15    // Sets this NestedInteger to hold a nested list and adds a nested integer to it
16    add(elem: NestedInteger): void;
18    // Returns the nested list this NestedInteger holds, or an empty list if it holds a single integer
19    getList(): NestedInteger[];
22// Array to hold the flattened list of integers
23let flatList: number[] = [];
25// Index to track the current position in the flat list
26let currentIndex: number = 0;
29 * Constructor that takes a NestedInteger list and flattens it.
30 */
31function nestedIteratorConstructor(nestedList: NestedInteger[]): void {
32    currentIndex = 0;
33    flatList = [];
34    flattenList(nestedList);
38 * Helper function to flatten a nested list.
39 * Recursively traverses the input and stores integers in flatList.
40 */
41function flattenList(nestedList: NestedInteger[]): void {
42    for (const item of nestedList) {
43        if (item.isInteger()) {
44            flatList.push(item.getInteger());
45        } else {
46            flattenList(item.getList());
47        }
48    }
52 * Returns true if the iterator has more elements, false otherwise.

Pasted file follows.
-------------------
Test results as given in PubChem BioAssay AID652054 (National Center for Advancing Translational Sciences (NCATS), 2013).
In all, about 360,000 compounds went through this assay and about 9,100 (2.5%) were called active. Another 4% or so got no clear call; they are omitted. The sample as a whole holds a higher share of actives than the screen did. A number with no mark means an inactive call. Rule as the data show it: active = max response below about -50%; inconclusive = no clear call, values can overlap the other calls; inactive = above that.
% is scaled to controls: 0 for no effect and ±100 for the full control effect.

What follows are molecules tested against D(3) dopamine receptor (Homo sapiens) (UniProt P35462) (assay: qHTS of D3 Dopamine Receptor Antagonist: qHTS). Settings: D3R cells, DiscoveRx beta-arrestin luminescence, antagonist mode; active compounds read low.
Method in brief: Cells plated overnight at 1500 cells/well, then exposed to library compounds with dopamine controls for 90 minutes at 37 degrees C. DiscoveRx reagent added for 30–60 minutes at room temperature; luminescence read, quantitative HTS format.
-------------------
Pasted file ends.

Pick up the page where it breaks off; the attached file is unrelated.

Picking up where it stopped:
53 */
54function hasNext(): boolean {
55    return currentIndex < flatList.length;
59 * Returns the next element in the iteration and advances the iterator.
60 */
61function next(): number {
62    return flatList[currentIndex++];
65// Example usage:
66// nestedIteratorConstructor(nestedList);
67// const result: number[] = [];
68// while (hasNext()) result.push(next());

Time and Space Complexity

Time Complexity

The constructor of the NestedIterator class involves a Depth-First Search (DFS) through the entire nested list. The time complexity for this operation is O(N), where N is the total number of integers within the nested structure. This is because we need to visit every nested element and integer once to flatten the structure into the vals list.

The next() method has a time complexity of O(1) for each call, as it simply accesses the next element in the flattened vals list and increments the cur pointer.

The hasNext() method also works in O(1) time as it only checks if the cur pointer is less than the length of the vals list.

Therefore, considering all method calls, the time complexity is O(N) for the entire iteration over the nested structure due to the initial DFS.

Space Complexity

The space complexity for the DFS in the constructor is O(L), where L is the maximum depth of nesting in the input, due to the stack space used by the recursive calls of the dfs() function.

Additionally, the space complexity for storing the flattened list of integers is O(N), where N is the total number of integers.

Thus the overall space complexity of the NestedIterator is O(N + L). In the case where there is no nesting, L would be O(1), making the space complexity purely O(N).

Learn more about how to find time and space complexity quickly using problem constraints.